Prescription pills containing oxycodone and acetaminophen are shown in Toronto on December 23, 2017. (THE CANADIAN PRESS/Graeme Roy)

A new report suggests Ontario is facing a 40-per-cent spike in opioid-related deaths that can be largely attributed to collateral damage from the COVID-19 pandemic. 

The report, released Tuesday and funded by the Ontario government and the Canadian Institutes of Health Research, examined data obtained during investigations of confirmed and suspected opioid-related deaths in Ontario that shows the province is on pace for its worst year for opioid-related deaths in history.

"If we stay on this track, we're likely to exceed 2,200 opioid-related deaths in Ontario this year, which far surpasses the number that we've had any previous year," Dr. Tara Gomes, a scientist at the Li Ka Shing Knowledge Institute of St. Michael’s Hospital in Toronto and a principal investigator of the Ontario Drug Policy Research Network, told CTV News.

"We're seeing shifts in the people who are impacted by these overdoses as well as the circumstances of the overdoses."

The report found that men represent 78 per cent of the opioid-related deaths since the start of the pandemic, an increase from 70 per cent pre-pandemic. Meanwhile, 90 per cent of the deaths were among people aged 25 to 64.

In addition to the increase in deaths, the report points out that the data suggests more people are dying in more ethnically diverse neighbourhoods, with higher proportions of people who are recent immigrants to Canada or racialized Canadians.

Also, about 74 per cent of the deaths were among people who were alone at the time of their overdose, meaning there was no one present to administer resuscitation or naloxone treatment.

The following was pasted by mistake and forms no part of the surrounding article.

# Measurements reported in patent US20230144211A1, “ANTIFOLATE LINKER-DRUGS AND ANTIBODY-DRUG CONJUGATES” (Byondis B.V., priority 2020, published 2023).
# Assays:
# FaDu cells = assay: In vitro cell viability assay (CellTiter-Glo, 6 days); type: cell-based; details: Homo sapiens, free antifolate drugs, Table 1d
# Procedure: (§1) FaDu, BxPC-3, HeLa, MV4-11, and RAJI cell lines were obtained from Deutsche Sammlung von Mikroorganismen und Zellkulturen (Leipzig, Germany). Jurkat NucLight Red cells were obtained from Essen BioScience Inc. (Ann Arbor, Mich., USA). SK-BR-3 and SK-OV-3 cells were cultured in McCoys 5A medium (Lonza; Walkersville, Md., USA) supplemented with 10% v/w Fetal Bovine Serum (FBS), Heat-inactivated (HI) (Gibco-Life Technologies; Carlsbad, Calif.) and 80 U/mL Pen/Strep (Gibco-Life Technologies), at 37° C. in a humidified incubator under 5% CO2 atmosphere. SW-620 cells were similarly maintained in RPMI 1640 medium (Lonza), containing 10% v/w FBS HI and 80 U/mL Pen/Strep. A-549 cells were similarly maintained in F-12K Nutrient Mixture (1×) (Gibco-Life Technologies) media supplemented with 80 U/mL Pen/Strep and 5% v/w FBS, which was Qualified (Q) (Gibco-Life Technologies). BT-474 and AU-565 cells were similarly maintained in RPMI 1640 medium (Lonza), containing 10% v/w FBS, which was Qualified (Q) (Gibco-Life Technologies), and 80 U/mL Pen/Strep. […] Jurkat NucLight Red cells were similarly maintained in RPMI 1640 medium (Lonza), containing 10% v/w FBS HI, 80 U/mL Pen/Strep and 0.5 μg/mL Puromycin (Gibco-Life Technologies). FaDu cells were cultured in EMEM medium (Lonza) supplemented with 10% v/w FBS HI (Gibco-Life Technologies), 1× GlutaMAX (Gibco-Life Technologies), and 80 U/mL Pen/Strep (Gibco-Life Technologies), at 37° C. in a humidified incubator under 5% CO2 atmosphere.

For Gomes, the fact that more Ontarians died while alone points to the fact that COVID-19 restrictions may have played a factor in their deaths.

"This can likely be tied to some of these measures that are in place, that are required, for the COVID-19 pandemic around physical distancing and decreased access to harm reduction services," she said. "This all comes together to create more opportunity for harm in this population."

An increase in opioid-related deaths during the pandemic is not an issue exclusive to Ontario. In British Columbia, 127 people died from opioid overdoses in September alone, a 112 per cent increase from the same time in 2019.

Additionally, the province broke its single-month record with 175 deaths in June. At the time, provincial health officer Dr. Bonnie Henry said data from these deaths represented eerily similar circumstances to what is now being reported in Ontario.

"Two-thirds of people died in their own home," she said on July 16. "We know from the conversations we've had with family, with friends, that most of their family and friends did not know that they were using drugs and many of them died alone."

Gomes noted that similar circumstances in B.C. and around the country should not come as a shock.

"It's not really surprising. These measures which are required for COVID-19 are very dangerous for people who use drugs," she said.

Gomes is urging provincial government to take into account the people with addiction issues when enforcing any further restrictions due to COVID-19.

"I think we've learned that while we really need to obviously take the COVID-19 pandemic seriously and implement these public health measures, we need to speak with people working on the ground -- harm reduction workers -- and people who use drugs to understand the implications of those changes on their lives," she said.